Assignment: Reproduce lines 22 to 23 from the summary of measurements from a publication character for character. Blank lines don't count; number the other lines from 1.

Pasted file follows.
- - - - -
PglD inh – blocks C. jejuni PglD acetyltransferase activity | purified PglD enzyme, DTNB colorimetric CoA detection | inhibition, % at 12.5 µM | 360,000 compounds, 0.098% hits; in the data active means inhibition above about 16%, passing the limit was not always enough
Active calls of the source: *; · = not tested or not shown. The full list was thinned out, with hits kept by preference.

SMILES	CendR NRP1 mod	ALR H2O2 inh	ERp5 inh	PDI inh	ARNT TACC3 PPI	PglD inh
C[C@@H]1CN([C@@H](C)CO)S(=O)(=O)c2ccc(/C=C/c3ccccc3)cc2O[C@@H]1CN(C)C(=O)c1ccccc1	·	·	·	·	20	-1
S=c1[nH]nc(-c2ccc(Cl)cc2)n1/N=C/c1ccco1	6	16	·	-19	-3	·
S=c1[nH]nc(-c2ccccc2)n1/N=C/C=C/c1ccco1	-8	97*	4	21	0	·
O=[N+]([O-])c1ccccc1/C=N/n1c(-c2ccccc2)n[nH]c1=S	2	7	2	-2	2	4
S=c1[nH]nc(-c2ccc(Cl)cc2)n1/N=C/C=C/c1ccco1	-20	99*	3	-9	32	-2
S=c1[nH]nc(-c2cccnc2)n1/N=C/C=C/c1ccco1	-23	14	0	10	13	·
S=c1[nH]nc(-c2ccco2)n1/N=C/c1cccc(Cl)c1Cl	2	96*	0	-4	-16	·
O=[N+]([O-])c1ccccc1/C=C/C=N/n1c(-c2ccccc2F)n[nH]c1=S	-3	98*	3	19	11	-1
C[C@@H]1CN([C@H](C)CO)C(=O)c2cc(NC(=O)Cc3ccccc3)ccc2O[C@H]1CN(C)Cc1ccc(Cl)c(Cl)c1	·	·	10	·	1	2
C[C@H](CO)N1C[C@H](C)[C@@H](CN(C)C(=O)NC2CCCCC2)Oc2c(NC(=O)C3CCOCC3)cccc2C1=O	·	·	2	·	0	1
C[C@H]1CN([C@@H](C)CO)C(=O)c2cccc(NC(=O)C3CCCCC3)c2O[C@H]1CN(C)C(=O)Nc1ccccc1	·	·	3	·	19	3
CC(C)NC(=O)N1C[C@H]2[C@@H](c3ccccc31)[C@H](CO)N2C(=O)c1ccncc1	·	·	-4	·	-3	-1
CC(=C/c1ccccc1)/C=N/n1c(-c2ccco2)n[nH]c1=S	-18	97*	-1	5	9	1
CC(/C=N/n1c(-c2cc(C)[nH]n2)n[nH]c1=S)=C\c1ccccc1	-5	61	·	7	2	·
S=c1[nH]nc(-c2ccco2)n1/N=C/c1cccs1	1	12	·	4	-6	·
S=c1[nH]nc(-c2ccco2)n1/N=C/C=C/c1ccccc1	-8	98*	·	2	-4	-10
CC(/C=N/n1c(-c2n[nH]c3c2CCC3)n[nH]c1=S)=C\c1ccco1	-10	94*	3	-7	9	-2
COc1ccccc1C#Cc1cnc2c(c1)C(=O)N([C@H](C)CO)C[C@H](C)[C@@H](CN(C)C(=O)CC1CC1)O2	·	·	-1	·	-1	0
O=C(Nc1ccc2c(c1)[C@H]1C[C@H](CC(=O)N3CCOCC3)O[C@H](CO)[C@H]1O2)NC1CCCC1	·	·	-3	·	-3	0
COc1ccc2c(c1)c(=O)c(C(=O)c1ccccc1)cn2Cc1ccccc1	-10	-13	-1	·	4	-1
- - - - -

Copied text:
O=C(Nc1ccc2c(c1)[C@H]1C[C@H](CC(=O)N3CCOCC3)O[C@H](CO)[C@H]1O2)NC1CCCC1	·	·	-3	·	-3	0
COc1ccc2c(c1)c(=O)c(C(=O)c1ccccc1)cn2Cc1ccccc1	-10	-13	-1	·	4	-1